Mainstream Jewish organizations—including the Anti-Defamation League (ADL), the women's Zionist organization Hadassah, and a local Jewish Federation—are raising concerns about a Boston University-affiliated high school workshop over what they consider to be its anti-Israel bias and questionable pedagogical techniques.
In April, Jewish communal attention was initially drawn to the issue when the advocacy group Americans for Peace and Tolerance (APT) released a video on Axis of Hope's (AOH) "Whose Jerusalem?" workshop, which specifically selects Jewish students to act as members of the Palestinian terror group Hamas during mock negotiations. In the aftermath of the video's release, other pro-Israel organizations are joining APT's public criticism of AOH. At the same time, New England-based Jewish groups that have previously been divided on matters including anti-Israel texts in the Boston suburb of Newton's public schools and anti-Semitism at Northeastern University are presenting a united front on the AOH issue.
AOH claims its mission is "developing in young adults an understanding of alternative, non-violent approaches to resolving complex conflicts locally, nationally and internationally." But Carl Hobert, AOH's founder, has admitted to receiving guidance for the "Whose Jerusalem?" workshop from anti-Israel professors Noam Chomsky (Massachusetts Institute of Technology) and Denis Sullivan (Northeastern University). Hobert has told the Al Jazeera broadcaster that one of the workshop's goals is "putting pressure on our government to create a Palestinian state."
While AOH has worked in at least 28 high schools across the U.S.—which are listed on its website—the 27-minute film by Boston-based APT, titled "Axis of Bias @ Weston High School," focuses on AOH's presence at Weston High School because APT received outreach from a concerned individual in that area.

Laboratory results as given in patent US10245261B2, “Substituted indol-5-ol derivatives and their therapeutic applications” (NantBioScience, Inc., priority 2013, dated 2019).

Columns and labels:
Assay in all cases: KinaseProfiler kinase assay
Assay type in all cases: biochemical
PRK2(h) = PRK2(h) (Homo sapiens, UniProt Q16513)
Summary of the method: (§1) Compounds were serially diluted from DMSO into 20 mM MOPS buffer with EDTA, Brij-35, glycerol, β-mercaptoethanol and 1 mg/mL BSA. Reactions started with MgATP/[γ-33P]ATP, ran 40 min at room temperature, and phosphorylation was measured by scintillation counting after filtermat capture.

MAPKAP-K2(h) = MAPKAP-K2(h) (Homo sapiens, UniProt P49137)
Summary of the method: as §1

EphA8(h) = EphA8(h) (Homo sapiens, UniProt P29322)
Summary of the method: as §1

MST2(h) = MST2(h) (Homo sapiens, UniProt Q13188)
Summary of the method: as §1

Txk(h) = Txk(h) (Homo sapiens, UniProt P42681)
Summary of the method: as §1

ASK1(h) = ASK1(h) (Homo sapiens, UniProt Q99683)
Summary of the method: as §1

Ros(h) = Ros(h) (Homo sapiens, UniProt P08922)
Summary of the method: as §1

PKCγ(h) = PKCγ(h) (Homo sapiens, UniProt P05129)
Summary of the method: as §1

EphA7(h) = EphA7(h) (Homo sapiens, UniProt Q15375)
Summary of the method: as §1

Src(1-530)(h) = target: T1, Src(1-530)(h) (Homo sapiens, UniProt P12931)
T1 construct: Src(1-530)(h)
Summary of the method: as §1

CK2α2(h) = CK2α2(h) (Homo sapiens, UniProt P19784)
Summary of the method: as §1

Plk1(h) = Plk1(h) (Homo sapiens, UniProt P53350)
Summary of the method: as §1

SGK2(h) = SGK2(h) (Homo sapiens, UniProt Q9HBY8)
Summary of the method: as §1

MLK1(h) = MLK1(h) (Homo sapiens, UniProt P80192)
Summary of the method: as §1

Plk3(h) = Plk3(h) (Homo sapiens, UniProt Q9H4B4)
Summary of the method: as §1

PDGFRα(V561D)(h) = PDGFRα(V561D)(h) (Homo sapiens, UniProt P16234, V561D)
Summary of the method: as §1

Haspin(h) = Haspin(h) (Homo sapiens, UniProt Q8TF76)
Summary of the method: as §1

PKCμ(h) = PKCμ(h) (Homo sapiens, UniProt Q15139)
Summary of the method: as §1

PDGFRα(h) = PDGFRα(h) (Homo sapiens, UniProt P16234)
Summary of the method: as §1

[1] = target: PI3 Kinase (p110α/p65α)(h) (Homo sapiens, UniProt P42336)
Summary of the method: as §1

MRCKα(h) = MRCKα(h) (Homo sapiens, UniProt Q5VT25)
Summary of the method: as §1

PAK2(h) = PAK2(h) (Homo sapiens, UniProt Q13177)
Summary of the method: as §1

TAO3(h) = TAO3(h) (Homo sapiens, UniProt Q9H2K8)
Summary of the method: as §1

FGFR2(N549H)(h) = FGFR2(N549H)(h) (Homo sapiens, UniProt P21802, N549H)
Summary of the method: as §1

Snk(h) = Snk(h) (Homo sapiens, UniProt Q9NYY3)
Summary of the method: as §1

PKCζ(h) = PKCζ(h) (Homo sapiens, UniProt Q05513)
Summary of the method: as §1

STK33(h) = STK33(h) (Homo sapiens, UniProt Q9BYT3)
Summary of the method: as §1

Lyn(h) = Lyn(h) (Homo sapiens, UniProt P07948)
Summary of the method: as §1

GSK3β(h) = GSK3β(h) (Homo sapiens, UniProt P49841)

"Under the banner of global education, and peace studies, and conflict resolution, and activist diplomacy, all kinds of things are being brought into the schools that are anti-Israel," APT President Charles Jacobs said. "[Axis of Hope] is one of the more egregious examples, and we've got it on film. We've shown this film around to people who are experts in education, and also to Jewish leaders in the city, and they're absolutely appalled."
Among the Jewish leaders who have viewed the APT film is Barry Shrage, president of Combined Jewish Philanthropies (the Boston area's Jewish Federation), who said he also watched a previous segment on AOH by Al Jazeera.
"[AOH is] not the kind of thing that you want to have happen in your school in an unvarnished way, without any opportunity for rebuttal," Shrage told JNS.org. "It's just enormously biased. It pretends to be all about helping people, helping kids understand a variety of international perspectives, but really it's just one perspective. It's something that I think parents and schools need to be aware of before they invite this guy (Hobert) in."